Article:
Thanks to the NHL I’m experiencing a little bit of a bummer about the 2018 Olympics. Now, I actually understand a little bit from both sides of the argument, so I’m not ready to pick a side here except for my own side as a fan. I’m getting a raw deal here. You’re getting a raw deal. I think the players in the NHL are getting a raw deal. The NHL and the IOC? I will save my sympathies for more deserving recipients.
So here’s how I see things. The NHL and the IOC are simply money making corporations. If there is still a person out there that believes the Olympics are about amateur sport and national excellence it’s because that’s simply what they want to believe. There’s no helping that person. They live in an imaginary world of make-believe where amateur athletes perform because of their passion for the sport and love of country. That’s fine, and maybe to some degree, there’s still a semblance of truth somewhere in there to be found, but the Olympics are no more about amateur sport than McDonalds is about feeding hungry people.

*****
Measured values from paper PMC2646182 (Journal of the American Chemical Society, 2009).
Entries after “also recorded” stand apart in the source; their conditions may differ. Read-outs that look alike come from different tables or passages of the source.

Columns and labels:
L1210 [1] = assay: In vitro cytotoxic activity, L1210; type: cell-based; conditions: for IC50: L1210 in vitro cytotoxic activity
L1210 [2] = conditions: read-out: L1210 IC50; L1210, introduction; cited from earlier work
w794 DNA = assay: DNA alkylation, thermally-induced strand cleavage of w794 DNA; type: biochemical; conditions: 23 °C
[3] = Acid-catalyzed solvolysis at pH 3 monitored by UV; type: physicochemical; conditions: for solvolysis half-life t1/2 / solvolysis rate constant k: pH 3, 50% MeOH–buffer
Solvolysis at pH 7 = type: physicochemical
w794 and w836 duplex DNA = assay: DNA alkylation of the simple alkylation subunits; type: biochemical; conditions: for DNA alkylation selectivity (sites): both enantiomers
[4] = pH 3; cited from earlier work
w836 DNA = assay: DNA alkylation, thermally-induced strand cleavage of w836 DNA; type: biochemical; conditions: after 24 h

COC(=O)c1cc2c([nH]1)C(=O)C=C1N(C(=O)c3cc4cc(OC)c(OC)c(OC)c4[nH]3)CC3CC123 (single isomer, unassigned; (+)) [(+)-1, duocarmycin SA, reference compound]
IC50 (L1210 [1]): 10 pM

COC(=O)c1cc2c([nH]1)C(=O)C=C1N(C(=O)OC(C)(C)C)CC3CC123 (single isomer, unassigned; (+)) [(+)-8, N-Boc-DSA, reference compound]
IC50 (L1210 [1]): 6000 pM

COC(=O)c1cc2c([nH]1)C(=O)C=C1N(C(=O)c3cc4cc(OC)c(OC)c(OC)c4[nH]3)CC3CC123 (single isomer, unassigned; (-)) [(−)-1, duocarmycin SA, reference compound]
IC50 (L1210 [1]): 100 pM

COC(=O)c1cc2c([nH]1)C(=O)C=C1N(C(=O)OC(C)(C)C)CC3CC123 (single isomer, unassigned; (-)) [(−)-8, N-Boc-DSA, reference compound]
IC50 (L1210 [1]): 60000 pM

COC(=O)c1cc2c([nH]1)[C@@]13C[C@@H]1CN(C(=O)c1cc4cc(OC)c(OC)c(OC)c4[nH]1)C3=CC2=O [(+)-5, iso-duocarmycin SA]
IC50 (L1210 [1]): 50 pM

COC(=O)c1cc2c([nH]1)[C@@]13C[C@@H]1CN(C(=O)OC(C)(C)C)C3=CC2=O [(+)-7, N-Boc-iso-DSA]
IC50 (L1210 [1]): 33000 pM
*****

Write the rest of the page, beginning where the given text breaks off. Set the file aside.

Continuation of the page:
The Olympics is about money. It’s about making heaps and heaps of Scrooge-McDuck-jumping-head-first-into-a-pool-of-gems-and-gold-coins money. The IOC basically operates by convincing countries to fund the construction of monorails – er – stadiums and other sporting venues that hold capacities unlikely to ever be filled again with tax-payer dollars, raking in massive dollars from these events, then moving on to the next sucker. It’s fantastic. I LOVE the Olympic games. I watch all the time, have every year, and will again in 2018 too. But it’s just a massive sporting tournament that exists to make profits.